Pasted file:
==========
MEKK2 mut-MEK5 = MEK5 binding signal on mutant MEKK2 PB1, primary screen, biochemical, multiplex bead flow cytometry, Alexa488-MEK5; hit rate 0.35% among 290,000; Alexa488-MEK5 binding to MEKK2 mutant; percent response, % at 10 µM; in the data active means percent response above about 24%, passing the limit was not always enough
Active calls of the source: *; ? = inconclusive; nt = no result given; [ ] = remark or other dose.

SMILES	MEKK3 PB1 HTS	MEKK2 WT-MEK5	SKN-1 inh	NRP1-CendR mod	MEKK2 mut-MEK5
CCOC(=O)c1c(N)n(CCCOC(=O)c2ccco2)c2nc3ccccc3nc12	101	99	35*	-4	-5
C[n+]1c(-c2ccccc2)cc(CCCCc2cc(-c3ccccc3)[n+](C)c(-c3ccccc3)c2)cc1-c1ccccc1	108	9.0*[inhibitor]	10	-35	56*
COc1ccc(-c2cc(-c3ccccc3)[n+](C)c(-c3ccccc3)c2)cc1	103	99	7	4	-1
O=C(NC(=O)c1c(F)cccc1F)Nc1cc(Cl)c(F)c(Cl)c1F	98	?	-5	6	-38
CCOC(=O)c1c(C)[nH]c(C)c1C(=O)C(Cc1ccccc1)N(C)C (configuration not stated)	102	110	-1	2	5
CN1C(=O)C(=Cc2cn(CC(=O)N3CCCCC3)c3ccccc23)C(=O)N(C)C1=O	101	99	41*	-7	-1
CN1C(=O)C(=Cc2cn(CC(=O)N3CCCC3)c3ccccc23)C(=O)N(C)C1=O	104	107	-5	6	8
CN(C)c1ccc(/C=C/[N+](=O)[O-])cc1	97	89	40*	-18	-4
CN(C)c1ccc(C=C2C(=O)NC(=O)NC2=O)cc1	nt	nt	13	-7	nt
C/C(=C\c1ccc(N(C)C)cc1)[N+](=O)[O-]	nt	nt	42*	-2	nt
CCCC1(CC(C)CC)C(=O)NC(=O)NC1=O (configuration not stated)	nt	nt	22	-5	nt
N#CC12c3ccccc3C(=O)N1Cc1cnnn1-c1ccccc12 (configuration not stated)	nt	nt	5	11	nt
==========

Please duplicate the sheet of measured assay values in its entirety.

MEKK2 mut-MEK5 = MEK5 binding signal on mutant MEKK2 PB1, primary screen, biochemical, multiplex bead flow cytometry, Alexa488-MEK5; hit rate 0.35% among 290,000; Alexa488-MEK5 binding to MEKK2 mutant; percent response, % at 10 µM; in the data active means percent response above about 24%, passing the limit was not always enough
Active calls of the source: *; ? = inconclusive; nt = no result given; [ ] = remark or other dose.

SMILES	MEKK3 PB1 HTS	MEKK2 WT-MEK5	SKN-1 inh	NRP1-CendR mod	MEKK2 mut-MEK5
CCOC(=O)c1c(N)n(CCCOC(=O)c2ccco2)c2nc3ccccc3nc12	101	99	35*	-4	-5
C[n+]1c(-c2ccccc2)cc(CCCCc2cc(-c3ccccc3)[n+](C)c(-c3ccccc3)c2)cc1-c1ccccc1	108	9.0*[inhibitor]	10	-35	56*
COc1ccc(-c2cc(-c3ccccc3)[n+](C)c(-c3ccccc3)c2)cc1	103	99	7	4	-1
O=C(NC(=O)c1c(F)cccc1F)Nc1cc(Cl)c(F)c(Cl)c1F	98	?	-5	6	-38
CCOC(=O)c1c(C)[nH]c(C)c1C(=O)C(Cc1ccccc1)N(C)C (configuration not stated)	102	110	-1	2	5
CN1C(=O)C(=Cc2cn(CC(=O)N3CCCCC3)c3ccccc23)C(=O)N(C)C1=O	101	99	41*	-7	-1
CN1C(=O)C(=Cc2cn(CC(=O)N3CCCC3)c3ccccc23)C(=O)N(C)C1=O	104	107	-5	6	8
CN(C)c1ccc(/C=C/[N+](=O)[O-])cc1	97	89	40*	-18	-4
CN(C)c1ccc(C=C2C(=O)NC(=O)NC2=O)cc1	nt	nt	13	-7	nt
C/C(=C\c1ccc(N(C)C)cc1)[N+](=O)[O-]	nt	nt	42*	-2	nt
CCCC1(CC(C)CC)C(=O)NC(=O)NC1=O (configuration not stated)	nt	nt	22	-5	nt
N#CC12c3ccccc3C(=O)N1Cc1cnnn1-c1ccccc12 (configuration not stated)	nt	nt	5	11	nt